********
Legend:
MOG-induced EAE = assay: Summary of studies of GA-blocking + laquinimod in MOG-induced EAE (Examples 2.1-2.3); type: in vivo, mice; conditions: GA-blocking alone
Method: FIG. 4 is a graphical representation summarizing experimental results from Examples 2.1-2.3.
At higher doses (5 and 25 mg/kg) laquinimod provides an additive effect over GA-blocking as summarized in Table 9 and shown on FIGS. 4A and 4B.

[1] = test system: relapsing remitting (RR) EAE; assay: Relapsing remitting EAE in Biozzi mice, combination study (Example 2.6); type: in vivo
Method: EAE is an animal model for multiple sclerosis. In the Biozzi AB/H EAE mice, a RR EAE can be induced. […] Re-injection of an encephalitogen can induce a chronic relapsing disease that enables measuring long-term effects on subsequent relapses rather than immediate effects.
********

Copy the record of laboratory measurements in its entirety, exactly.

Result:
Legend:
MOG-induced EAE = assay: Summary of studies of GA-blocking + laquinimod in MOG-induced EAE (Examples 2.1-2.3); type: in vivo, mice; conditions: GA-blocking alone
Method: FIG. 4 is a graphical representation summarizing experimental results from Examples 2.1-2.3.
At higher doses (5 and 25 mg/kg) laquinimod provides an additive effect over GA-blocking as summarized in Table 9 and shown on FIGS. 4A and 4B.

[1] = test system: relapsing remitting (RR) EAE; assay: Relapsing remitting EAE in Biozzi mice, combination study (Example 2.6); type: in vivo
Method: EAE is an animal model for multiple sclerosis. In the Biozzi AB/H EAE mice, a RR EAE can be induced. […] Re-injection of an encephalitogen can induce a chronic relapsing disease that enables measuring long-term effects on subsequent relapses rather than immediate effects.